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Nikolai Golovanov

Nikolai Golovanov

Russian composer and conductor
Nikolai Golovanov
The basics

Quick Facts

Intro Russian composer and conductor
A.K.A. Nikolay Semyonovich Golovanov
Was Musician Conductor Composer Music educator Pianist Choir director Educator
From Russia
Type Academia Religion Music
Gender male
Birth 21 January 1891, Moscow, Russia
Death 28 August 1953, Moscow, Russia (aged 62 years)
Star sign Aquarius
Moscow Conservatory
Stalin Prize  
Order of Lenin  
People's Artist of the USSR  
Order of the Red Banner of Labour  
Medal "For the Defence of Moscow"  
Medal "For Valiant Labour in the Great Patriotic War 1941–1945"  
People's Artist of the RSFSR  
Medal "In Commemoration of the 800th Anniversary of Moscow"  
The details


Nikolai Semyonovich Golovanov (Russian: Никола́й Семёнович Голова́нов, Nikoláy Semyónovich Golovánov) ( 21 January 1891 – 28 August 1953), PAU, was a Soviet conductor and composer, who was married to the soprano Antonina Nezhdanova.

He conducted the premiere performances of a number of works, among them Nikolai Myaskovsky's Sixth Symphony in May 1924.

Golovanov held some of the highest musical positions in the USSR, including an extensive association with the Bolshoi Opera. In her autobiography, Galina Vishnevskaya terms him the theater's chief conductor, and tells of his dismissal from the Bolshoi and his death - which she attributed to the humiliation of the experience of losing this position. It has been reported that Golovanov's firing was the result of Stalin's displeasure at Golovanov's having tried to use a Jewish singer, Mark Reizen, in the title role of Tsar Boris Godunov in his recording of Mussorgsky's opera. Golovanov actually did record the opera with Reizen as Boris, but later remade Reizen's part with another Boris, Alexander Pirogov.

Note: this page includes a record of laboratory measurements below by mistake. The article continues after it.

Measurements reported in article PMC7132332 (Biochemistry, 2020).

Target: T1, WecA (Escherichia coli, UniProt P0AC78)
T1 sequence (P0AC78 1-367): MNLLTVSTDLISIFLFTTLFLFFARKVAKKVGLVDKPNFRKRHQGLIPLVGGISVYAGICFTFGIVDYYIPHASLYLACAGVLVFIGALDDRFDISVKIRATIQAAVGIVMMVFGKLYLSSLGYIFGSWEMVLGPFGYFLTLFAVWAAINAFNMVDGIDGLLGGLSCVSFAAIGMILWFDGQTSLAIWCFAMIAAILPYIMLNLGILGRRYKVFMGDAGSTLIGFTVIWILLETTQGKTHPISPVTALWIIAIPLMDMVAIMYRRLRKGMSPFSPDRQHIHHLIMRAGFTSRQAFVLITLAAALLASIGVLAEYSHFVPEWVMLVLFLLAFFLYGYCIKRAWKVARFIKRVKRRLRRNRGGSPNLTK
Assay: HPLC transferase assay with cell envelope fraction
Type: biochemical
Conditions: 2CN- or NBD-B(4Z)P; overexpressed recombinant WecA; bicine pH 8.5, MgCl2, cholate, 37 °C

Golovanov's recorded output was substantial and quite individual in interpretive approach. In his discography we find all but one of the Liszt tone poems, the complete Scriabin symphonies and Piano Concerto, Tchaikovsky's First and Sixth symphonies, as well as shorter works, Beethoven's First Symphony, Violin Concerto and Triple Concerto, Rimsky-Korsakov's Scheherazade and his operas Sadko and Christmas Eve, Mussorgsky's Boris Godunov and Pictures at an Exhibition, Rachmaninoff's Second and Third symphonies, the opera Aleko and other compositions, Glazunov's Fifth, Sixth and Seventh symphonies, and scores by Grieg, Mozart and others. Based upon the evidence of his recordings, Golovanov's characteristic performance mode was full-blooded and nearly vehement in tone, with a powerful, almost overloaded sense of sonority, and extreme flexibility in matters of tempo, phrasing and dynamics.

In addition to audio recordings by Golovanov, there is extant visual representation of his conducting style. Possibly during the Second World War, evidently intended as a morale booster, there was produced a film of Golovanov conducting a group called the USSR State Symphony Orchestra in a performance of the Tchaikovsky "1812 Overture." As was the practice in the USSR, the Tsarist anthem was replaced in the score with the chorus "Glory, Glory to you, holy Russia!" from Glinka's "A Life for the Tsar." The film does not feature synchronous sound, and concerns itself primarily with various Soviet functionaries, Military figures and Orthodox Priests (!) in the audience; However, the short segments of Golovanov conducting show an energetic but physically spare conducting style, one seemingly at odds with the sometimes extreme nature of his interpretations.

Golovanov was also a composer; his works include the opera "Princess Yurata", a symphony and other orchestral works as well as choral music.

The contents of this page are sourced from Wikipedia article on 24 Apr 2020. The contents are available under the CC BY-SA 4.0 license.
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